Tuesday, September 15, 2009

Trio Bruxo on the 401

Trio Bruxo concluded our first "tour," playing Toronto and Ottawa last week. Just before we hit the road, Peter Hum conducted an interview with yours truly on the great riches of Brazilian music.

I tend to have bad luck with car rentals, but drummer Mark Nelson's Maori lucky charm worked in our favour, scoring an upgrade to a Ferrari-red Dodge Avenger for no extra charge. We went to pick up Nic B├ędard and his gear, and swung back to my place for all my stuff before getting on the road. Over the three days we got the packing down to a science.

Mark and I swapped iPods into the auxiliary jack of the car for most of the trip. I must admit, because Mark was doing all the driving, I was doing the selecting. Lots of Brazilian music to get in the mood, as well as forward-looking jazz (Krantz/Carlock/Lefebvre, Rich Brown & rinsethealgorithm, Jason Lindner's big band arrangement of "Giant Steps") and old soul (Stax 50th anniversary compilation).

We met up with Brownman around 6 pm and ran through a couple of tunes. On his recommendation, we went for some killing Vietnamese food in the Junction, and then headed over to Trane Studio. It was apparently Brazilian week in Toronto - a host of local talent performed on Sunday's Brazil fest, Carlinhos Brown and Elba Ramalho played during Brazil Day festivities on Labour Day Monday in Yonge/Dundas Square, and then the night after us, Cajamarca was playing at Trane, Luanda Jones was at the Distillery and Salviano Pessoa was at Lula Lounge. The Trane crew of Frank, Kris and Tai were considerate and helpful in changing over between an earlier benefit concert and our show. We got on around 11, and played a solid 75-minute set for old and new friends, eager to continue their Brazilian fix. Cuban conguero Alberto Suarez sat in on pandeiro on a tune, leading to a five-man percussion break: Alberto, Brown on his hybrid percussion kit, Mark on drums, Nic on shaker and me on tamborim.

Us night owls went out in search of food after the gig, forgetting that Toronto isn't as quite the late-night grub-friendly city as is Montreal. We wound up at a grocery store, took some bizarrely funny photos of us in a shopping cart (at least, before the security guard confiscated it), bought some late-night snacks and breakfast food and headed back to Brown's place. We fueled up in the morning on some amazing coffee courtesy of Crema Coffee on Dundas, and hit the road for Ottawa.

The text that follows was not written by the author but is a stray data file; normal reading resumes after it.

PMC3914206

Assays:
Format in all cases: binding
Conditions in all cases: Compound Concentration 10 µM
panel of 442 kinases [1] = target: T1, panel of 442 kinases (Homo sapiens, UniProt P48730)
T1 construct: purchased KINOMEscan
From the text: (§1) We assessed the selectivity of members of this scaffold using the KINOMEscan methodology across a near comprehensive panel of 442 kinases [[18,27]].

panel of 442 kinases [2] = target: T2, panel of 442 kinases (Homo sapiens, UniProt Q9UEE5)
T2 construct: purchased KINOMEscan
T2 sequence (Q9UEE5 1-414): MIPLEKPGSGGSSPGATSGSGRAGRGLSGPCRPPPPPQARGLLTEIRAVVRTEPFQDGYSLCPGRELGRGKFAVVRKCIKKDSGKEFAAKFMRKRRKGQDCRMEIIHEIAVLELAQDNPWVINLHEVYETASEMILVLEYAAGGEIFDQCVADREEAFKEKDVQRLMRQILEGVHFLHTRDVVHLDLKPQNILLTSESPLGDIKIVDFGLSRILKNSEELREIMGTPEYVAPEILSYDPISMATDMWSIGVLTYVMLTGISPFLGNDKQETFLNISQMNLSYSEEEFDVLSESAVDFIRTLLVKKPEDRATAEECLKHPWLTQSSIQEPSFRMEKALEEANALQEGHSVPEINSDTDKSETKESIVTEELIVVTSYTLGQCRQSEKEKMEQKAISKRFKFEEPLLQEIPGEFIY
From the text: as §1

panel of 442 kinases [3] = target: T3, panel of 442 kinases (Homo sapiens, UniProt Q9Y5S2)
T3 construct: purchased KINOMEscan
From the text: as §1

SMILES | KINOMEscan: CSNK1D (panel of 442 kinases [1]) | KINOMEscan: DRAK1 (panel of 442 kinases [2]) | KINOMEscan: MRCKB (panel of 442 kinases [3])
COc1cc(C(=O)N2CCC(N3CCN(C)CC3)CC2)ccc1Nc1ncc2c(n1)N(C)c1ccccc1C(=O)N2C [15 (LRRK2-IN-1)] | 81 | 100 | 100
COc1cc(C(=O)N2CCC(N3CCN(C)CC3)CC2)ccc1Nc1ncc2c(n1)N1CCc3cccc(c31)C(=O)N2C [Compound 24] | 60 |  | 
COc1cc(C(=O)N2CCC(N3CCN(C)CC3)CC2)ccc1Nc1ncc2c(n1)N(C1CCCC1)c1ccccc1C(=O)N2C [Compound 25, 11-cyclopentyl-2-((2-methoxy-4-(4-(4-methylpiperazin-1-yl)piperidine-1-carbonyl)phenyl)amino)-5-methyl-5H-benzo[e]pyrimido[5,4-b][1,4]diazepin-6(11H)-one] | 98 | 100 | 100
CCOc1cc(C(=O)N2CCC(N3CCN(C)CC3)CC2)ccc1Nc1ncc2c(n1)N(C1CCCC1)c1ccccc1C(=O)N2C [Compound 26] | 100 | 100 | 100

I had just played Mercury Lounge with Isaac Neto a week and a half prior, so I knew the soundguy, DJ Lance Baptiste, and the layout of the room. Set-up went off without a hitch, and we headed off for Indian food in the Byward Market. We had a decent yet intimate crowd for our first show in Ottawa. Mercury is set up as a dance club, and the music we play is ostensibly dance music (even though no one is singing). The audience was more inclined to show their appreciation sitting down, which was fine, but I couldn't see them with the bright lights in my face. Towards the end, some ex-Montrealers living in Ottawa got the party started with us.

It was a total blast to bring this music to new cities, and I can't think of two better people for a roadtrip than Mark and Nic. Thanks to everyone who came out in Toronto and Ottawa, and we hope to do it again soon.

1 comment:

Peter McDowell said...

Hi David,

May I send you some cds or mp3 of jazz artists with whom I work? If so, what is your preferred format and address for receiving them? I'm a freelance arts consultant based in Brooklyn.



Peter McDowell
Arts Consultant
+1 773 484 8811